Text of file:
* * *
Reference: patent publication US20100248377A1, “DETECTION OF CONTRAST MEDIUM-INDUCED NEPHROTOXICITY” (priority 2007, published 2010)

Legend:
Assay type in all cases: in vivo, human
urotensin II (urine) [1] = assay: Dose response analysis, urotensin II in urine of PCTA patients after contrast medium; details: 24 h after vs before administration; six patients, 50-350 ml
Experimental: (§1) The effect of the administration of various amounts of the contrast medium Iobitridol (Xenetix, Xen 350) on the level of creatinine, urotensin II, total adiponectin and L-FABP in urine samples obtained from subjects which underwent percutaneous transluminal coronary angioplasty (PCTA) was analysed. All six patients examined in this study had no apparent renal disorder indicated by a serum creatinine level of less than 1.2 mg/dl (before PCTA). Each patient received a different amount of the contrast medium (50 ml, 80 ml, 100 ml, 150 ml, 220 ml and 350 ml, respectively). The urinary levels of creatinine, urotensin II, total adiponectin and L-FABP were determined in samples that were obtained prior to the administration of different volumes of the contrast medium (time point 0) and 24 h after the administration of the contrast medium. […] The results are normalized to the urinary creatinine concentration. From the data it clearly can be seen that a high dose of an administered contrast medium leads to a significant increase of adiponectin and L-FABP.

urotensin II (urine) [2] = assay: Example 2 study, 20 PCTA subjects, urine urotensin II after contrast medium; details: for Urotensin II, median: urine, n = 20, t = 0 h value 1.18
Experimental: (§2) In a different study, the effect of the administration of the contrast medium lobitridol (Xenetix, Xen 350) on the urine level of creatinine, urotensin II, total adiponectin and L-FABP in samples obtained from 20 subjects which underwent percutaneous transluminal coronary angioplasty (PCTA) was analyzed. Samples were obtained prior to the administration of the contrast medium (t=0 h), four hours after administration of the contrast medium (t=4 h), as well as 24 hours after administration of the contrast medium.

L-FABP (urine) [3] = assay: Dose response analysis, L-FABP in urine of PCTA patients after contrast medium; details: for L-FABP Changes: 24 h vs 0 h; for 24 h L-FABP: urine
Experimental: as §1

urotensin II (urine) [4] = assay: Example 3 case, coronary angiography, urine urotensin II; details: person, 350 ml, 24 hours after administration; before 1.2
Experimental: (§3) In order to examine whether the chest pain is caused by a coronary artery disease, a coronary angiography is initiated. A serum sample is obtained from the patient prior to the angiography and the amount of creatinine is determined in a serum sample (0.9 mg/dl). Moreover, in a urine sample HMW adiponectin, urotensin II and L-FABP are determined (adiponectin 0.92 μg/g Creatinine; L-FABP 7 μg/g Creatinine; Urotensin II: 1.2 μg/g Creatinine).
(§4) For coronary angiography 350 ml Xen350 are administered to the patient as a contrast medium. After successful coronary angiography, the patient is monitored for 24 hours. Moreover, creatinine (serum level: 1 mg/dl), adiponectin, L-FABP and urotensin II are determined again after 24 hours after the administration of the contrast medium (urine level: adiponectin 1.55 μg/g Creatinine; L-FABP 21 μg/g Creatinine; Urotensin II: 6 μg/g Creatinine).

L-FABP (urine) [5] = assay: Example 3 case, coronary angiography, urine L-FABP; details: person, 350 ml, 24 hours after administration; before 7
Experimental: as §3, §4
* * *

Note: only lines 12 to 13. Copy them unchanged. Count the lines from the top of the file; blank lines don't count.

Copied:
(§4) For coronary angiography 350 ml Xen350 are administered to the patient as a contrast medium. After successful coronary angiography, the patient is monitored for 24 hours. Moreover, creatinine (serum level: 1 mg/dl), adiponectin, L-FABP and urotensin II are determined again after 24 hours after the administration of the contrast medium (urine level: adiponectin 1.55 μg/g Creatinine; L-FABP 21 μg/g Creatinine; Urotensin II: 6 μg/g Creatinine).

L-FABP (urine) [5] = assay: Example 3 case, coronary angiography, urine L-FABP; details: person, 350 ml, 24 hours after administration; before 7